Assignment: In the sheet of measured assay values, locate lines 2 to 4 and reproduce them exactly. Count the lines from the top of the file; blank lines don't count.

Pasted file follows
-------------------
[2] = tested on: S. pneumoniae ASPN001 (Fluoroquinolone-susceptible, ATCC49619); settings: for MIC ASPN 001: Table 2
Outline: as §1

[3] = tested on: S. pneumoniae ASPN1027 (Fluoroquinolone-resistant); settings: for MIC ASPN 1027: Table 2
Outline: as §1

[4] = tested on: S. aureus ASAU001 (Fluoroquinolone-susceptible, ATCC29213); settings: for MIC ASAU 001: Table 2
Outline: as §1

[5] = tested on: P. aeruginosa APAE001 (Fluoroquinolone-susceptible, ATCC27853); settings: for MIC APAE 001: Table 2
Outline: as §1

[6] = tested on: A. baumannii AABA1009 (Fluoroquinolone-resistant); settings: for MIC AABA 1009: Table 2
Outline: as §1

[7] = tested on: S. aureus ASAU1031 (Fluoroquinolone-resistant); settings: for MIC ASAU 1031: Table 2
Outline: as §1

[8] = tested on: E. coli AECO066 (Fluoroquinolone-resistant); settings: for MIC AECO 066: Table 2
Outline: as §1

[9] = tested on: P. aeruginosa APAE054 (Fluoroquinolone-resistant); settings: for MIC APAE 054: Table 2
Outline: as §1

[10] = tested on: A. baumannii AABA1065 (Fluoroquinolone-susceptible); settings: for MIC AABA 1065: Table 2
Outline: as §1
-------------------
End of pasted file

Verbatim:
Outline: as §1

[3] = tested on: S. pneumoniae ASPN1027 (Fluoroquinolone-resistant); settings: for MIC ASPN 1027: Table 2
Outline: as §1